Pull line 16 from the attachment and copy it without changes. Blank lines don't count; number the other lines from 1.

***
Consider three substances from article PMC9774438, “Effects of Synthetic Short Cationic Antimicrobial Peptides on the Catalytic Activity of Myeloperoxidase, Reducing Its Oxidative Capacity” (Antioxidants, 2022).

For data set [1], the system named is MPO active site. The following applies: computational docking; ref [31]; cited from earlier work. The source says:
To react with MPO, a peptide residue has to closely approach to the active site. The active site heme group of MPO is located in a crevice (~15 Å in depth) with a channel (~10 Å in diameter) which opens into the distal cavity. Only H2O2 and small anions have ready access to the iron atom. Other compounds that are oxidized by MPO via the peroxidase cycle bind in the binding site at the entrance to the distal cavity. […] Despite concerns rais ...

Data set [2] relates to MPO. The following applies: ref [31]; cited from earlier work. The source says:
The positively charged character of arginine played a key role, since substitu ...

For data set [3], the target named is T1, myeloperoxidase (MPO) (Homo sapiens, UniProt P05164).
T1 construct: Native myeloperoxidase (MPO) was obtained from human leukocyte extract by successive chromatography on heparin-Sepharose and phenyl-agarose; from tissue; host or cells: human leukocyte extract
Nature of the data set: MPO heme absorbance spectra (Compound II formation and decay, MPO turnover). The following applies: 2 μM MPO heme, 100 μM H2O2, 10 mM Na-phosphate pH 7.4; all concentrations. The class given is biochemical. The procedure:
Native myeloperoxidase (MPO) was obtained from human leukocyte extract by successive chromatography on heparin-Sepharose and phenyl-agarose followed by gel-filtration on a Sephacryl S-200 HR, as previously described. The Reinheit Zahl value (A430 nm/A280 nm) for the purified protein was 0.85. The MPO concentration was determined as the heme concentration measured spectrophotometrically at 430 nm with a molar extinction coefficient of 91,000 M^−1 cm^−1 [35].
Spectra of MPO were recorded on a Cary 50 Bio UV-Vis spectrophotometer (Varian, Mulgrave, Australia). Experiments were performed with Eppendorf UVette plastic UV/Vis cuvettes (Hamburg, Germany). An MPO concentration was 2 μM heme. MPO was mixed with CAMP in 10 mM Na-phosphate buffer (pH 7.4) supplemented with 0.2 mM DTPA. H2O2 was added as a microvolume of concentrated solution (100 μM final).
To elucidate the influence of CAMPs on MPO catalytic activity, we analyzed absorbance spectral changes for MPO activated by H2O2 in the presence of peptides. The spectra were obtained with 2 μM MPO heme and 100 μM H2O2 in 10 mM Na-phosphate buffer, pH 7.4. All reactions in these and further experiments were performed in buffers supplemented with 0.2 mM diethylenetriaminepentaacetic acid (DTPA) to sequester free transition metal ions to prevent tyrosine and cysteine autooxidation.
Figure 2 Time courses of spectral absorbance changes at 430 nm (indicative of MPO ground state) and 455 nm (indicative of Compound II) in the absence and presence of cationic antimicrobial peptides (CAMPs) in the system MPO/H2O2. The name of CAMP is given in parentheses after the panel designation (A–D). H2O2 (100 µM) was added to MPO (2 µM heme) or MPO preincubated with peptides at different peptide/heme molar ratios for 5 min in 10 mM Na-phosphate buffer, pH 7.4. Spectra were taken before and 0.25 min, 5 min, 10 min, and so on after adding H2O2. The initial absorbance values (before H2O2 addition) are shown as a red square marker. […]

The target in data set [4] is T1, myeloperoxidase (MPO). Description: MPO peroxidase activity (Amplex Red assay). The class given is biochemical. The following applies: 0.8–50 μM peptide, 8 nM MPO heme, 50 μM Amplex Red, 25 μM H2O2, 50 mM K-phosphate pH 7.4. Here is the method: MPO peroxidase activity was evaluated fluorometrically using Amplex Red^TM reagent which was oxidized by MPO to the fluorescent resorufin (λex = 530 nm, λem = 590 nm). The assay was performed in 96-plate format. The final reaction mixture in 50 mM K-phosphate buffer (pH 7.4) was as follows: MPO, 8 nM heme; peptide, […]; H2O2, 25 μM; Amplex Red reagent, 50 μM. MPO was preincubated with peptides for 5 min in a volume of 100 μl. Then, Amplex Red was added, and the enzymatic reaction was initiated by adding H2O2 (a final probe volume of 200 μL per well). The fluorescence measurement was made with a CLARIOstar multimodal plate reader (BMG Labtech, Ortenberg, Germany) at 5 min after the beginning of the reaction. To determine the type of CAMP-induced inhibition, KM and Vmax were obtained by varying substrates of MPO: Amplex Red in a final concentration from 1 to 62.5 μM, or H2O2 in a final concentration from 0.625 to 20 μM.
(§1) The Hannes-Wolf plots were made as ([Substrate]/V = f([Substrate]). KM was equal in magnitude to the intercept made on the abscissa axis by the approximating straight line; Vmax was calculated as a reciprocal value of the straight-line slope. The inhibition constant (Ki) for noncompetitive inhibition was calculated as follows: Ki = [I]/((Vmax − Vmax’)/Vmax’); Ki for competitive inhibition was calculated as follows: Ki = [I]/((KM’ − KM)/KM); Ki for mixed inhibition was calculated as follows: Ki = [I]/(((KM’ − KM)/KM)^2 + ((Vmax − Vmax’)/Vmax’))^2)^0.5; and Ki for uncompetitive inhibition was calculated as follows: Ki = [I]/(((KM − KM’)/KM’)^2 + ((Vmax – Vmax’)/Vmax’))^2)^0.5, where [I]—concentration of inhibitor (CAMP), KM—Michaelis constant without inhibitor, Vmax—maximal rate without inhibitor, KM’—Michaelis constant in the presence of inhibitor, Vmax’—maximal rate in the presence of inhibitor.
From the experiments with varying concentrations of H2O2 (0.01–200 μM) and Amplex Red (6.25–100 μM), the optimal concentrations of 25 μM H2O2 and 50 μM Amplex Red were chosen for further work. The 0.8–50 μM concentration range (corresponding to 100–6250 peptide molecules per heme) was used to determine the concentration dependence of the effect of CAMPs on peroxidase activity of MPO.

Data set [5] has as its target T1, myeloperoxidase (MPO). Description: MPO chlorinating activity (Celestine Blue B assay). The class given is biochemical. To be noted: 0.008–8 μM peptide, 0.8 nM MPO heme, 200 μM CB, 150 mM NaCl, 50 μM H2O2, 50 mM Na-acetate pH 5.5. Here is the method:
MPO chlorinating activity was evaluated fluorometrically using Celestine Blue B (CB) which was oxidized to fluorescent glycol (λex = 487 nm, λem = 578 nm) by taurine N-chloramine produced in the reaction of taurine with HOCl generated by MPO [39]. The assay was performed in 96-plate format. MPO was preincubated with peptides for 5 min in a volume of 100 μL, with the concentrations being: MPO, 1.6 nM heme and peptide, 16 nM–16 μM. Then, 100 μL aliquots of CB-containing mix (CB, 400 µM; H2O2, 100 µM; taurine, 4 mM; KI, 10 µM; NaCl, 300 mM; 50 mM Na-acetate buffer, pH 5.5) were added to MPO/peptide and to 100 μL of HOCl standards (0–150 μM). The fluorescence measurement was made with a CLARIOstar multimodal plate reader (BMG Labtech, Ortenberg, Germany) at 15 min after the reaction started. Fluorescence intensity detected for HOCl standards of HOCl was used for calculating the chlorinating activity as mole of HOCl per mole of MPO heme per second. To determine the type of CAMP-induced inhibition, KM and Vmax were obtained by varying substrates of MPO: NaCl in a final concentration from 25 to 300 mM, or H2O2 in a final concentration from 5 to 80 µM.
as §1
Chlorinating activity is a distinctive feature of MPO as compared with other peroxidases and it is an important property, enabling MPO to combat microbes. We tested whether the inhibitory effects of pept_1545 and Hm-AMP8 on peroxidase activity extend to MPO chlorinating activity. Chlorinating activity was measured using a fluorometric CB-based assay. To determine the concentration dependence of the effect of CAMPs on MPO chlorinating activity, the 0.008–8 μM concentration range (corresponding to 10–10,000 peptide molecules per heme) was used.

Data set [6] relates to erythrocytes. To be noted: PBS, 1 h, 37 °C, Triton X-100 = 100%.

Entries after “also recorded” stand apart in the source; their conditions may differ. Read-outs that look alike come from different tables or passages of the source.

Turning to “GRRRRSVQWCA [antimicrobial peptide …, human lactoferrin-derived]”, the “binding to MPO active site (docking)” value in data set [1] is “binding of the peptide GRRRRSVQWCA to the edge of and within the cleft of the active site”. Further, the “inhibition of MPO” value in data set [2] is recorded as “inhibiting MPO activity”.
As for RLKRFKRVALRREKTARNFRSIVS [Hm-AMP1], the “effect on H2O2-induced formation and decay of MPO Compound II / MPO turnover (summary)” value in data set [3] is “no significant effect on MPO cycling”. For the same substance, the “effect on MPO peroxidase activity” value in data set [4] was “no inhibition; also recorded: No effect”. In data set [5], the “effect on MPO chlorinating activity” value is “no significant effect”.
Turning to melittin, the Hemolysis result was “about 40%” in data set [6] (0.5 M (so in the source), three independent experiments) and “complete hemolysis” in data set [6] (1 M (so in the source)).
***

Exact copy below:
Data set [5] has as its target T1, myeloperoxidase (MPO). Description: MPO chlorinating activity (Celestine Blue B assay). The class given is biochemical. To be noted: 0.008–8 μM peptide, 0.8 nM MPO heme, 200 μM CB, 150 mM NaCl, 50 μM H2O2, 50 mM Na-acetate pH 5.5. Here is the method: